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Poststroke dementia predicts poor survival in long-term follow-up: influence of prestroke cognitive decline and previous stroke
  1. S Melkas1,
  2. N K J Oksala2,
  3. H Jokinen1,4,
  4. T Pohjasvaara1,
  5. R Vataja1,
  6. A Oksala3,
  7. M Kaste1,
  8. P J Karhunen3,
  9. T Erkinjuntti1
  1. 1
    Department of Neurology, Helsinki University Central Hospital, Helsinki, Finland
  2. 2
    Division of Vascular Surgery, Department of Surgery, Tampere University Hospital and School of Medicine, Tampere University Hospital, Tampere, Finland
  3. 3
    Department of Forensic Medicine, School of Medicine, University of Tampere and the Laboratory Centre Research Unit, Tampere University Hospital, Tampere, Finland
  4. 4
    Department of Psychology, University of Helsinki, Helsinki, Finland
  1. Dr S Melkas, Department of Neurology, Helsinki University Central Hospital, POB 300, 00029 HUS, Finland; susanna.melkas{at}


Background: The aim of this study was to investigate the influence of poststroke dementia on long-term survival after acute stroke and also to assess the possible influence of prestroke cognitive decline and previous stroke on this relationship.

Methods: A total of 451 consecutive patients with acute ischaemic stroke admitted to hospital were included in the study and followed up for 12 years. Dementia was diagnosed 3 months after stroke in 115 patients (25.5%).

Results: In Kaplan–Meier analysis, poststroke dementia predicted poor long-term survival (5.1 years vs 8.8 years in patients who did not have poststroke dementia; p<0.001). Prestroke cognitive decline had a negative influence on survival in patients with poststroke dementia (3.8 years vs 5.8 years; p<0.001); however, previous stroke did not affect survival in these patients (p = 0.676). In stepwise Cox regression proportional hazards analysis adjusted for significant covariates, poststroke dementia (hazard ratio (HR) 1.53; p = 0.003), advanced age (HR 1.07; p<0.001), severity of stroke (HR 1.91; p<0.001), smoking (HR 1.35; p = 0.035), cardiac failure (HR 1.61; p = 0.003) and atrial fibrillation (HR 1.89; p = 0.035) were all independent predictors of poor long-term survival. Poststroke dementia (HR 2.33; p<0.001), advanced age (HR 1.07; p<0.001) and poor Rankin score (HR 2.15; p = 0.001) were associated with death from brain-related causes, including infarction, haemorrhage and dementia.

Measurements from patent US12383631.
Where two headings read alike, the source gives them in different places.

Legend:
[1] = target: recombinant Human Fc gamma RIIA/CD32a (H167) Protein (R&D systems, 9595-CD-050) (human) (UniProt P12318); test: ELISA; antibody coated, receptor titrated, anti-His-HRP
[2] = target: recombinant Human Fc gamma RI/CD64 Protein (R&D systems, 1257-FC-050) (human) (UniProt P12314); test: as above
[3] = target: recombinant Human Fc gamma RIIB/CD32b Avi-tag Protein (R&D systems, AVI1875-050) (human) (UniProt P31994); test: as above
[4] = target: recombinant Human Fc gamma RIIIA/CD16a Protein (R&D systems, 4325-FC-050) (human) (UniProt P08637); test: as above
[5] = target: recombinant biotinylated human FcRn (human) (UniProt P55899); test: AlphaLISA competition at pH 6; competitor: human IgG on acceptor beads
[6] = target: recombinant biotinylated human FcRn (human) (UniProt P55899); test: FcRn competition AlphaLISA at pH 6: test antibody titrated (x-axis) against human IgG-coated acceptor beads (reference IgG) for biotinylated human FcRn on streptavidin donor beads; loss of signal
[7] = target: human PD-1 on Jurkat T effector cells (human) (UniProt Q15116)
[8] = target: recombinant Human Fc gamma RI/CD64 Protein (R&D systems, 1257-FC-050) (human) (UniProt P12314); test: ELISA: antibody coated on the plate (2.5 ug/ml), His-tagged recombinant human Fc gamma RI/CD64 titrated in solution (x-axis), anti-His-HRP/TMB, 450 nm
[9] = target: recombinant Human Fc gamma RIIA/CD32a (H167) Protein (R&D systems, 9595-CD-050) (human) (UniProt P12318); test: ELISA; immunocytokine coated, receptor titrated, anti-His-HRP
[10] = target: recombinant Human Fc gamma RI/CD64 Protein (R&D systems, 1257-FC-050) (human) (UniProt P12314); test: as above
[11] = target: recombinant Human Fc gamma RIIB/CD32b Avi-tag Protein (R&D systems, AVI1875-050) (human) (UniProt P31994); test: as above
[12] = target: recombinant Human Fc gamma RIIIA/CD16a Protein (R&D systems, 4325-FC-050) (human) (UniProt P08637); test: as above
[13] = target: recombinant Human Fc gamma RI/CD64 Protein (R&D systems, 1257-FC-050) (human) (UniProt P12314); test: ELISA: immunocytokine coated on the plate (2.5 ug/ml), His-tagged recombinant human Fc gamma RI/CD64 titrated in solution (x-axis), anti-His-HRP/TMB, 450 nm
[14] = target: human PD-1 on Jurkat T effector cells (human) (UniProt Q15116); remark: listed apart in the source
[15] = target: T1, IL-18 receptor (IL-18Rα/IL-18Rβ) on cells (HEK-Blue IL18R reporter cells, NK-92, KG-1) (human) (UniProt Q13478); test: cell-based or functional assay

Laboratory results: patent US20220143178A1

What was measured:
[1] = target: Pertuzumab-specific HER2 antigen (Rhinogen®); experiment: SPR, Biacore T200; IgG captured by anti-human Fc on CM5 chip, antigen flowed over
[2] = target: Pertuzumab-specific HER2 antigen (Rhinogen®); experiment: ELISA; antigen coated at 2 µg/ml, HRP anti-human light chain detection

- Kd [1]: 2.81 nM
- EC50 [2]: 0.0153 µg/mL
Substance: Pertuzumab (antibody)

Conclusions: Long-term follow-up of our large well-defined poststroke cohort indicated that in patients with acute stroke, dementia is a significant predictor of poor long-term survival and death from brain-associated causes. Prestroke cognitive decline seems to have an additional negative influence on survival, but previous stroke does not seem to affect survival.

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  • Competing interests: None.